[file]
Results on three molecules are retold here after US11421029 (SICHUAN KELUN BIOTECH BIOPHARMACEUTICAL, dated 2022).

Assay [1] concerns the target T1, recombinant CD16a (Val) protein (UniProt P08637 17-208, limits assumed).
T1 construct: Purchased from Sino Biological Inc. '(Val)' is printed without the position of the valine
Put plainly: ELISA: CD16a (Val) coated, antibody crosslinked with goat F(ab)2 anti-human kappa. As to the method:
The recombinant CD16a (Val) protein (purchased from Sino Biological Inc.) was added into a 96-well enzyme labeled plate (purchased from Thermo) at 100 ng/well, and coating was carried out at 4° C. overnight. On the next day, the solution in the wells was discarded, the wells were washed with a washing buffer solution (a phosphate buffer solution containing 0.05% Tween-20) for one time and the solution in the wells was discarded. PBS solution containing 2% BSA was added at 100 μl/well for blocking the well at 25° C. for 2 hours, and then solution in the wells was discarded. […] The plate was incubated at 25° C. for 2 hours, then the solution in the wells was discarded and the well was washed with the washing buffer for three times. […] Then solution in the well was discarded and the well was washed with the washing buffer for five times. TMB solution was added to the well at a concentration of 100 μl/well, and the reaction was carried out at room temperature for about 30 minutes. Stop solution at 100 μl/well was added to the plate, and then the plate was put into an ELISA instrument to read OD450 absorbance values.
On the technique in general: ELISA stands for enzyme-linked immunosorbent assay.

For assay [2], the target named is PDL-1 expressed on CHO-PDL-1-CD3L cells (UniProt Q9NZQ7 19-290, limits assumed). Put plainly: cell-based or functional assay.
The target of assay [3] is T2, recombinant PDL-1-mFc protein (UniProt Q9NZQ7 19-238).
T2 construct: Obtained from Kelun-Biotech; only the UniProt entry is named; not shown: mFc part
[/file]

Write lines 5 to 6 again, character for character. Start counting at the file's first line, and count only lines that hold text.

The recombinant CD16a (Val) protein (purchased from Sino Biological Inc.) was added into a 96-well enzyme labeled plate (purchased from Thermo) at 100 ng/well, and coating was carried out at 4° C. overnight. On the next day, the solution in the wells was discarded, the wells were washed with a washing buffer solution (a phosphate buffer solution containing 0.05% Tween-20) for one time and the solution in the wells was discarded. PBS solution containing 2% BSA was added at 100 μl/well for blocking the well at 25° C. for 2 hours, and then solution in the wells was discarded. […] The plate was incubated at 25° C. for 2 hours, then the solution in the wells was discarded and the well was washed with the washing buffer for three times. […] Then solution in the well was discarded and the well was washed with the washing buffer for five times. TMB solution was added to the well at a concentration of 100 μl/well, and the reaction was carried out at room temperature for about 30 minutes. Stop solution at 100 μl/well was added to the plate, and then the plate was put into an ELISA instrument to read OD450 absorbance values.
On the technique in general: ELISA stands for enzyme-linked immunosorbent assay.